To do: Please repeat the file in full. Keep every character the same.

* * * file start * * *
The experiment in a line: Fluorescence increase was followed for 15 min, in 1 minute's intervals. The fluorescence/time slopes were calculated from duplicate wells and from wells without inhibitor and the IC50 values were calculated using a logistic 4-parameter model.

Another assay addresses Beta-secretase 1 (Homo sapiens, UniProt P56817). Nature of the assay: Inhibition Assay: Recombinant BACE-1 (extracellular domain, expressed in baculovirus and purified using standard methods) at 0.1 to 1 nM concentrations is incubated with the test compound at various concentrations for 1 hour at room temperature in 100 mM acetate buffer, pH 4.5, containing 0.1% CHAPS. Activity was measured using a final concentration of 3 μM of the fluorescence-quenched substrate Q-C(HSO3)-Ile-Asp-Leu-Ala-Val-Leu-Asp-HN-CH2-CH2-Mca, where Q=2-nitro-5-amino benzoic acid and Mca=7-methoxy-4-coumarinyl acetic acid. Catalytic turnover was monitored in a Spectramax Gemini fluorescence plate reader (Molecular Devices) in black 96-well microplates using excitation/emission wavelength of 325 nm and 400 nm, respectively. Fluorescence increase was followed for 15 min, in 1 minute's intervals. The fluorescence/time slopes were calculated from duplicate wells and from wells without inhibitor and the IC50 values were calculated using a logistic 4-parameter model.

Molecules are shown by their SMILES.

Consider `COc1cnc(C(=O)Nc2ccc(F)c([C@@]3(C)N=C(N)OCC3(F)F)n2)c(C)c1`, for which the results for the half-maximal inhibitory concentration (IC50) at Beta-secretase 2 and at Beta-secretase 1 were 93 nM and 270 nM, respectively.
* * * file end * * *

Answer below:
The experiment in a line: Fluorescence increase was followed for 15 min, in 1 minute's intervals. The fluorescence/time slopes were calculated from duplicate wells and from wells without inhibitor and the IC50 values were calculated using a logistic 4-parameter model.

Another assay addresses Beta-secretase 1 (Homo sapiens, UniProt P56817). Nature of the assay: Inhibition Assay: Recombinant BACE-1 (extracellular domain, expressed in baculovirus and purified using standard methods) at 0.1 to 1 nM concentrations is incubated with the test compound at various concentrations for 1 hour at room temperature in 100 mM acetate buffer, pH 4.5, containing 0.1% CHAPS. Activity was measured using a final concentration of 3 μM of the fluorescence-quenched substrate Q-C(HSO3)-Ile-Asp-Leu-Ala-Val-Leu-Asp-HN-CH2-CH2-Mca, where Q=2-nitro-5-amino benzoic acid and Mca=7-methoxy-4-coumarinyl acetic acid. Catalytic turnover was monitored in a Spectramax Gemini fluorescence plate reader (Molecular Devices) in black 96-well microplates using excitation/emission wavelength of 325 nm and 400 nm, respectively. Fluorescence increase was followed for 15 min, in 1 minute's intervals. The fluorescence/time slopes were calculated from duplicate wells and from wells without inhibitor and the IC50 values were calculated using a logistic 4-parameter model.

Molecules are shown by their SMILES.

Consider `COc1cnc(C(=O)Nc2ccc(F)c([C@@]3(C)N=C(N)OCC3(F)F)n2)c(C)c1`, for which the results for the half-maximal inhibitory concentration (IC50) at Beta-secretase 2 and at Beta-secretase 1 were 93 nM and 270 nM, respectively.